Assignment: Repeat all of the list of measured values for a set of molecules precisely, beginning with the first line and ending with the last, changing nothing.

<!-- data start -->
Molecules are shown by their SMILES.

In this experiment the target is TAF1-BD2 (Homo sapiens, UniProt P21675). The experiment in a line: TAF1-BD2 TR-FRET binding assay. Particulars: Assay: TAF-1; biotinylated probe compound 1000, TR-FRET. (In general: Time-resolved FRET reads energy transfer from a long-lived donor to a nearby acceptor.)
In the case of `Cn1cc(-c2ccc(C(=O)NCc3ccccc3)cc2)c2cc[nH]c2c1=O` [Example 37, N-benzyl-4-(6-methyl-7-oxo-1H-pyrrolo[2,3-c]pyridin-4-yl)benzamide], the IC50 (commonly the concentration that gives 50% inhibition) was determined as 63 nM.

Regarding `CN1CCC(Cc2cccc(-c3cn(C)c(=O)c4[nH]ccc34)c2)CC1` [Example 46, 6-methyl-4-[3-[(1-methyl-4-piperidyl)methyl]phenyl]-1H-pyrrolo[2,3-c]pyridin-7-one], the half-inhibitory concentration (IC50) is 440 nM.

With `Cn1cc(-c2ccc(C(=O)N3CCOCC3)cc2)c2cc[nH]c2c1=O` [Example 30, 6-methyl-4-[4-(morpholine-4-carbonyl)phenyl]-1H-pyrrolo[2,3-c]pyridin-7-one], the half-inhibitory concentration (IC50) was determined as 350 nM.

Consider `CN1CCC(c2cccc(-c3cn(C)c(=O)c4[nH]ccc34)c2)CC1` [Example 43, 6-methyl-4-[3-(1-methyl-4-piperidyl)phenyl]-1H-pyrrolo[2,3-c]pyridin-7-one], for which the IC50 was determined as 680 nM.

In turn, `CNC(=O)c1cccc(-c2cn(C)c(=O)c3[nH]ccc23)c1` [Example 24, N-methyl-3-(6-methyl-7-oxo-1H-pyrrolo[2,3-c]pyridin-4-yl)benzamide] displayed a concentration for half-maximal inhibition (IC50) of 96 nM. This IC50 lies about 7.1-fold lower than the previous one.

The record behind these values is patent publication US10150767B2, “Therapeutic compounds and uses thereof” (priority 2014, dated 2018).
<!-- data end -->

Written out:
Molecules are shown by their SMILES.

In this experiment the target is TAF1-BD2 (Homo sapiens, UniProt P21675). The experiment in a line: TAF1-BD2 TR-FRET binding assay. Particulars: Assay: TAF-1; biotinylated probe compound 1000, TR-FRET. (In general: Time-resolved FRET reads energy transfer from a long-lived donor to a nearby acceptor.)
In the case of `Cn1cc(-c2ccc(C(=O)NCc3ccccc3)cc2)c2cc[nH]c2c1=O` [Example 37, N-benzyl-4-(6-methyl-7-oxo-1H-pyrrolo[2,3-c]pyridin-4-yl)benzamide], the IC50 (commonly the concentration that gives 50% inhibition) was determined as 63 nM.

Regarding `CN1CCC(Cc2cccc(-c3cn(C)c(=O)c4[nH]ccc34)c2)CC1` [Example 46, 6-methyl-4-[3-[(1-methyl-4-piperidyl)methyl]phenyl]-1H-pyrrolo[2,3-c]pyridin-7-one], the half-inhibitory concentration (IC50) is 440 nM.

With `Cn1cc(-c2ccc(C(=O)N3CCOCC3)cc2)c2cc[nH]c2c1=O` [Example 30, 6-methyl-4-[4-(morpholine-4-carbonyl)phenyl]-1H-pyrrolo[2,3-c]pyridin-7-one], the half-inhibitory concentration (IC50) was determined as 350 nM.

Consider `CN1CCC(c2cccc(-c3cn(C)c(=O)c4[nH]ccc34)c2)CC1` [Example 43, 6-methyl-4-[3-(1-methyl-4-piperidyl)phenyl]-1H-pyrrolo[2,3-c]pyridin-7-one], for which the IC50 was determined as 680 nM.

In turn, `CNC(=O)c1cccc(-c2cn(C)c(=O)c3[nH]ccc23)c1` [Example 24, N-methyl-3-(6-methyl-7-oxo-1H-pyrrolo[2,3-c]pyridin-4-yl)benzamide] displayed a concentration for half-maximal inhibition (IC50) of 96 nM. This IC50 lies about 7.1-fold lower than the previous one.

The record behind these values is patent publication US10150767B2, “Therapeutic compounds and uses thereof” (priority 2014, dated 2018).